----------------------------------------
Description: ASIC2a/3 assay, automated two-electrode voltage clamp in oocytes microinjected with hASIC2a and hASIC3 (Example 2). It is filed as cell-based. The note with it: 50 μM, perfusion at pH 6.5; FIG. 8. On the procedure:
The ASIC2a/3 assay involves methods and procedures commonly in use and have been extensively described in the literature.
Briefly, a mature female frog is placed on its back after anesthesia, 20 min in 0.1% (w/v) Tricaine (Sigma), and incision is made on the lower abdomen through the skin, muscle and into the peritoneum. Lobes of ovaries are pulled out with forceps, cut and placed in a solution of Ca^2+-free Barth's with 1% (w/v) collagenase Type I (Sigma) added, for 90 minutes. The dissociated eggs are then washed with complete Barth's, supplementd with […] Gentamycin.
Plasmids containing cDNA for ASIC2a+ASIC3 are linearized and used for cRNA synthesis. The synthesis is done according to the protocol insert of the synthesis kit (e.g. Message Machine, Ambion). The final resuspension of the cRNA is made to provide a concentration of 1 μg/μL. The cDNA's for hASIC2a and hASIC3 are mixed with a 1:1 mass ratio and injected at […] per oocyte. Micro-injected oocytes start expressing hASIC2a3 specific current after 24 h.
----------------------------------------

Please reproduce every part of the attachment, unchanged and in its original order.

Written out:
Description: ASIC2a/3 assay, automated two-electrode voltage clamp in oocytes microinjected with hASIC2a and hASIC3 (Example 2). It is filed as cell-based. The note with it: 50 μM, perfusion at pH 6.5; FIG. 8. On the procedure:
The ASIC2a/3 assay involves methods and procedures commonly in use and have been extensively described in the literature.
Briefly, a mature female frog is placed on its back after anesthesia, 20 min in 0.1% (w/v) Tricaine (Sigma), and incision is made on the lower abdomen through the skin, muscle and into the peritoneum. Lobes of ovaries are pulled out with forceps, cut and placed in a solution of Ca^2+-free Barth's with 1% (w/v) collagenase Type I (Sigma) added, for 90 minutes. The dissociated eggs are then washed with complete Barth's, supplementd with […] Gentamycin.
Plasmids containing cDNA for ASIC2a+ASIC3 are linearized and used for cRNA synthesis. The synthesis is done according to the protocol insert of the synthesis kit (e.g. Message Machine, Ambion). The final resuspension of the cRNA is made to provide a concentration of 1 μg/μL. The cDNA's for hASIC2a and hASIC3 are mixed with a 1:1 mass ratio and injected at […] per oocyte. Micro-injected oocytes start expressing hASIC2a3 specific current after 24 h.